The results on the test track were equivocal. The new adult team committed the fatal error of accidentally erasing its operating system code, which was by some accounts working very well. Late-night or all-night programming sessions at Fontana became routine (one 15-year-old student, Dan Jacobowitz, briefly wound up in the hospital for dehydration), as did a series of qualifying attempts that were embarrassing in their cumulative awfulness. Finally, Joe and the Linux warriors were brought in for one glorious autonomous run using the original Linux OS. The Doom Buggy navigated around more than half of the course, through cones, sand traps and fences, before crashing into a planted obstacle, a car parked on the track. "It was our one moment of glory," said Graham Robertson, Palos Verdes science teacher and the team´s faculty leader. "I was thrilled that the students had done it and the adult mentors celebrated along with them even though they say that that system is not the way to go." Added Joe, with characteristic diplomacy, "It was a nice moment to have one team again."
At around 3:30 a.m. on the day of the race, the 15 Grand Challenge competitors received from DARPA a CD containing the 2,000 or so GPS waypoints that described the Barstow-to-Primm course. The Red Team fed the information into the Sandstorm's mapping software; in 10 minutes' time it had mapped out the exact route it intended to follow. Projected race time: 13 hours-3 hours over the limit. From his aprs-battle station at Buffalo Bill's, Whittaker seemed almost to savor the moment. "The easy thing to do would have been to relax and show up at the parking lot in Primm at 7 p.m., in 13 hours," he said. "But we entered this challenge that was declared a year ago, and for us 10 hours was sacred." The Red Team went back to the software, tweaking up vehicle speed and slicing the margin of error. "I was clear," Whittaker said. "Let it run. Victory or death."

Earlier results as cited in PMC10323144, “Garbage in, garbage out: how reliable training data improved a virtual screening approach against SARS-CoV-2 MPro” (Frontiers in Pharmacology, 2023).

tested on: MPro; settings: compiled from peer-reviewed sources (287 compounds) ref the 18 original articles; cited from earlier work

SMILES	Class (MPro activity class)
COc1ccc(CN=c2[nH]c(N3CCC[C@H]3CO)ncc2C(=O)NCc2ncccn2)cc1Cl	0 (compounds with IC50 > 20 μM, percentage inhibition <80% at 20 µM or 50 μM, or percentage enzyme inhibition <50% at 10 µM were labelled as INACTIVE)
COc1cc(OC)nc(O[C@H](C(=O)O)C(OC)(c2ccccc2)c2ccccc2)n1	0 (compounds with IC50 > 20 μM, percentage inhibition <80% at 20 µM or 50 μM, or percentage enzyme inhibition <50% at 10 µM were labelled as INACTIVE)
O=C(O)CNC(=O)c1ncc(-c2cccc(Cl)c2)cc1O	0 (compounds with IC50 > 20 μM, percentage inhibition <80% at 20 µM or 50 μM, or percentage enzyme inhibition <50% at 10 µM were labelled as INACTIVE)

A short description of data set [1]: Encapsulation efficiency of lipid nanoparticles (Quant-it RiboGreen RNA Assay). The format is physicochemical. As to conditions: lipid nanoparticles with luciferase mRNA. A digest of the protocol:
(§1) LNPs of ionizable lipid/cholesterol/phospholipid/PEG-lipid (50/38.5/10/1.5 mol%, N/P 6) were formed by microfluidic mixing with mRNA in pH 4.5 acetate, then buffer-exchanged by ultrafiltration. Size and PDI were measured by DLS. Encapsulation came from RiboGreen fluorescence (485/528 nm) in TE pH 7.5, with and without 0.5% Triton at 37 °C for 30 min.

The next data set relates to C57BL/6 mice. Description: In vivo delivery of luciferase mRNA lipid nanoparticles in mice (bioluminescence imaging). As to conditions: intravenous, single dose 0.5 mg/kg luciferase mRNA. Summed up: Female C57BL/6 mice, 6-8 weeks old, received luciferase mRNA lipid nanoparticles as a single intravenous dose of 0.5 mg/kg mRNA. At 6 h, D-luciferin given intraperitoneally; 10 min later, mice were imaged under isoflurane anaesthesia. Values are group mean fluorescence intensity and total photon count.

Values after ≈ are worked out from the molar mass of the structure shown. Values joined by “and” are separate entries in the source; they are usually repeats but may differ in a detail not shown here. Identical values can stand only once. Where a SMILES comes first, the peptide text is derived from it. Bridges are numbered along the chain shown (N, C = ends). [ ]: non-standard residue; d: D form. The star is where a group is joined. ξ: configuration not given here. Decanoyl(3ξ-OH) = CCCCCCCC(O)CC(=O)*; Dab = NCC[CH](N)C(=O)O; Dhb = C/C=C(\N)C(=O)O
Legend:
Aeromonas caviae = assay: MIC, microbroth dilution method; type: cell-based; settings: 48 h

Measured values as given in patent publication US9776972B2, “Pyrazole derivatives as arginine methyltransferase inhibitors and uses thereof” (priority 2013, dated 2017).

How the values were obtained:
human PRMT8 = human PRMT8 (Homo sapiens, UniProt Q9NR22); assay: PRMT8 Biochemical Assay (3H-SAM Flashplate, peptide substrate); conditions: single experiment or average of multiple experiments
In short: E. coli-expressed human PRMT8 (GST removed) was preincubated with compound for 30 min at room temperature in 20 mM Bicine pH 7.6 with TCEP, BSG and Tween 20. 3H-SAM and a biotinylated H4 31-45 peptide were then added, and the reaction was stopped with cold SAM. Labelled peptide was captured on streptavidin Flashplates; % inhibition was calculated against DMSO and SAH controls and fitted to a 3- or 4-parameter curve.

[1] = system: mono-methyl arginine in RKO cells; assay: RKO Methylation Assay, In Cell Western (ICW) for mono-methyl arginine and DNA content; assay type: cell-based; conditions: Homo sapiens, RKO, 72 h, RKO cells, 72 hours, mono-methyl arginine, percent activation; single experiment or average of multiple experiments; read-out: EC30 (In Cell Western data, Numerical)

And so death it was. That Sandstorm expired near the top of Daggett Ridge, just a switchback away from 15 miles of clear sailing, was not, Whittaker feels, a reflection on route or racing strategy, which he regards as perfection itself. "By the time we finished," he said, "we were tuning the vehicle to mud puddles." The exact explanation for why Sandstorm carved a turn too sharply and nearly flipped over the side of an embankment awaits exhaustive analysis of the onboard data. But the team is agreed that the vehicle's sensing systems had not fully recovered from a rollover crash during an overly ambitious test run 10 days before the race. A quarter million dollars' worth of electronics was crushed in an instant. The team rose to the occasion-"that galvanizing moment that levels a team to its knees so that it rises to its own greatness," in Whittaker's Churchillian formulation. The parts were replaced, but the vehicle´s ability to reliably avoid obstacles was never quite the same. Sandstorm whacked fences and poles on that perfect route even before it entered its fatal hairpin turn.
Five amazing, clean technologies that will set us free, in this month's energy-focused issue. Also: how to build a better bomb detector, the robotic toys that are raising your children, a human catapult, the world's smallest arcade, and much more.